As expected, federal prosecutors on Wednesday asked a judge to sentence Joaquín Guzmán Loera, the brutal Mexican drug cartel leader known as "El Chapo," to life in prison.
Prosecutors said in February — when Guzmán, 62, was convicted of 10 broad counts of drug trafficking, weapons trafficking and money laundering — the he should never leave prison. They had agreed not to seek the death sentence in exchange for Guzmán's extradition from Mexico.
In a sentencing letter filed Wednesday in U.S. District Court in Brooklyn, prosecutors asked Judge Brian Cogan to send Guzmán to maximum security for life, plus 30 years.
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"The overwhelming evidence at trial showed that the defendant was a ruthless and bloodthirsty leader of the Sinaloa Cartel," the Justice Department wrote in a five-page letter, adding:
"Testimony showed that the Sinaloa Cartel was one of the most powerful drug trafficking organizations in Mexico, and that it was able to seize control of vast swaths of territory throughout Mexico. It did so by wielding extraordinary violence, including kidnapping, torture and murder."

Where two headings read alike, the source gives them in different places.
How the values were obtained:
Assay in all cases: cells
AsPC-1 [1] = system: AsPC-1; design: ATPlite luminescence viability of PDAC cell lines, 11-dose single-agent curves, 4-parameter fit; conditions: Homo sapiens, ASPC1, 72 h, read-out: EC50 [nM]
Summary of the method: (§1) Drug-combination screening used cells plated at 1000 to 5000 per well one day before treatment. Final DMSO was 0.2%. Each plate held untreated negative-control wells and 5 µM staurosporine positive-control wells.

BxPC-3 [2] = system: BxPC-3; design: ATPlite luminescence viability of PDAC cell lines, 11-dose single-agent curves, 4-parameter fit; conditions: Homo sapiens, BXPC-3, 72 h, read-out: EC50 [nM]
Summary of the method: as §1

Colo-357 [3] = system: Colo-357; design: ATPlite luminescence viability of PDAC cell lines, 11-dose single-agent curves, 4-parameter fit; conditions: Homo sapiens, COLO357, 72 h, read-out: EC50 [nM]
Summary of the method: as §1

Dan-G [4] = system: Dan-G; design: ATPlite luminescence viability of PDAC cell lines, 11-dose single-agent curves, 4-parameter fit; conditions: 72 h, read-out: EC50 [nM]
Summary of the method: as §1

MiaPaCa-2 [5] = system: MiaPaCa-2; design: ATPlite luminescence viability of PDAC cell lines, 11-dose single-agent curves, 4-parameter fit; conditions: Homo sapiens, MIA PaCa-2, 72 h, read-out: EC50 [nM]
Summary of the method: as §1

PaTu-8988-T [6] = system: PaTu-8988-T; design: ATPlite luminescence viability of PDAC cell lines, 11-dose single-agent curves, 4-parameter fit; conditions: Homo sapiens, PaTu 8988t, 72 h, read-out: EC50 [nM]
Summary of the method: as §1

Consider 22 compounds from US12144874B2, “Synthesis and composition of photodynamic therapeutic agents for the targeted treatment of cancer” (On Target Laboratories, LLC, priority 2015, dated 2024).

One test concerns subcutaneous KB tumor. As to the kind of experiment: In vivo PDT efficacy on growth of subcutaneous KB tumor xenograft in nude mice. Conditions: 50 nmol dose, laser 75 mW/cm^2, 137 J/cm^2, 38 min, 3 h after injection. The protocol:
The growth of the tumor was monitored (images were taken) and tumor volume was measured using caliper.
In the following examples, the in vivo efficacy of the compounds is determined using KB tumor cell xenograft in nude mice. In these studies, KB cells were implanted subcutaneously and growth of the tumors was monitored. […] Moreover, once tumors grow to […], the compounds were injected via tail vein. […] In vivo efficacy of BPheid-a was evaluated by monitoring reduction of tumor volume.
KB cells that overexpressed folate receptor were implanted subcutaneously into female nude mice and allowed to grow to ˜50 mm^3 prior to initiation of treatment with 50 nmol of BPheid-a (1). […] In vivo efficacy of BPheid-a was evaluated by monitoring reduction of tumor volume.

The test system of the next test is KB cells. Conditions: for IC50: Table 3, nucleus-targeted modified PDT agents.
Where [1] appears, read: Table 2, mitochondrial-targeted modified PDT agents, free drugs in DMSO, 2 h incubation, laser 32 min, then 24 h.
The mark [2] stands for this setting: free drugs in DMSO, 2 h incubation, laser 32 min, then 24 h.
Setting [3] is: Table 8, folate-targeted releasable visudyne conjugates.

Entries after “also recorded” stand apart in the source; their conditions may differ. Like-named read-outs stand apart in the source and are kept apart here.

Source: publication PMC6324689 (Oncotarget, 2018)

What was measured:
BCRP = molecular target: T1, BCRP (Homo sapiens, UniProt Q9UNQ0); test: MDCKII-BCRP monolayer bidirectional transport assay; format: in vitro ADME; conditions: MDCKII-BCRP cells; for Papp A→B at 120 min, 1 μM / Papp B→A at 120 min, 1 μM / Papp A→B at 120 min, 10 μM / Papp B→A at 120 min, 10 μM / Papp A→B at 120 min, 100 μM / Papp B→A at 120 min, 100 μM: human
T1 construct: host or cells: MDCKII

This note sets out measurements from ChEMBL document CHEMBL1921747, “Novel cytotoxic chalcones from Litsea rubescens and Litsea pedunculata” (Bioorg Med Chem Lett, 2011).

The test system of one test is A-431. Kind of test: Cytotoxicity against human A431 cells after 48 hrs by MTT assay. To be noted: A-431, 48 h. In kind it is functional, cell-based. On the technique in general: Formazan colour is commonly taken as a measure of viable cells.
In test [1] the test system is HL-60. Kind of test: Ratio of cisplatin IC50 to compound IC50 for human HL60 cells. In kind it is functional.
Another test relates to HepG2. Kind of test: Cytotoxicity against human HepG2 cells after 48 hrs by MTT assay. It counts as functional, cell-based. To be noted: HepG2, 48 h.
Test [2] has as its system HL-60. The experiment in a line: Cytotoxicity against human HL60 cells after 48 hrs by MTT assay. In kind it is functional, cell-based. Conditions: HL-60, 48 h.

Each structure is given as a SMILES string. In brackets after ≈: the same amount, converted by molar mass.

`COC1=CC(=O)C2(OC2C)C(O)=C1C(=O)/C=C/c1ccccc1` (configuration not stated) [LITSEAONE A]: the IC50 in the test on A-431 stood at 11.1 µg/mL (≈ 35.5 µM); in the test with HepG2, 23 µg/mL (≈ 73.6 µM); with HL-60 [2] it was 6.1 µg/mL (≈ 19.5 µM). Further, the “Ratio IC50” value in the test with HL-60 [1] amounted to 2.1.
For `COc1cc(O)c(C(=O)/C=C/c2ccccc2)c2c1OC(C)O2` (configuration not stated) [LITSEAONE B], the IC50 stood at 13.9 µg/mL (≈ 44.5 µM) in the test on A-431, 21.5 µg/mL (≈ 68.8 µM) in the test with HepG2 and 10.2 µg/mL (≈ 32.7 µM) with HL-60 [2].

Almost five dozen witnesses testified to Guzmán's oversight of industrial-scale drug smuggling — prosecutors said he was responsible for shipping more than 200 tons of cocaine to the United States — brutal murders and political payoffs in his three-month trial.
Jurors were told that Guzmán once punished a man for working for another cartel by burning him with an iron, leaving him in a henhouse for days and then shooting him before burying him alive.
Another witness alleged that Guzmán paid a $100 million bribe to former Mexican President Enrique Peña Nieto. Peña Nieto denied the allegation.
Guzmán twice escaped from Mexican prisons, once in 2001 and again in 2015, this time through a mile-long tunnel under his cell.
Cogan, the judge, denied Guzmán's request for a new trial last week, saying in a written ruling Wednesday that the "mountain range of evidence" overcame any possible claims that the jury had been tainted.